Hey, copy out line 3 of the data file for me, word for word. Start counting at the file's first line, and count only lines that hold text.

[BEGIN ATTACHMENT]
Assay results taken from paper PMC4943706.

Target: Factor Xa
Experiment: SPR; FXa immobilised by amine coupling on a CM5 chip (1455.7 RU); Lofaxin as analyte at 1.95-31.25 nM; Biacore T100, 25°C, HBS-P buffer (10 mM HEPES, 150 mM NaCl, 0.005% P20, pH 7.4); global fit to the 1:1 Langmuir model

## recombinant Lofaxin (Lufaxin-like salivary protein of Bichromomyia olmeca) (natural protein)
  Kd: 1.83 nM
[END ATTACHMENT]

Experiment: SPR; FXa immobilised by amine coupling on a CM5 chip (1455.7 RU); Lofaxin as analyte at 1.95-31.25 nM; Biacore T100, 25°C, HBS-P buffer (10 mM HEPES, 150 mM NaCl, 0.005% P20, pH 7.4); global fit to the 1:1 Langmuir model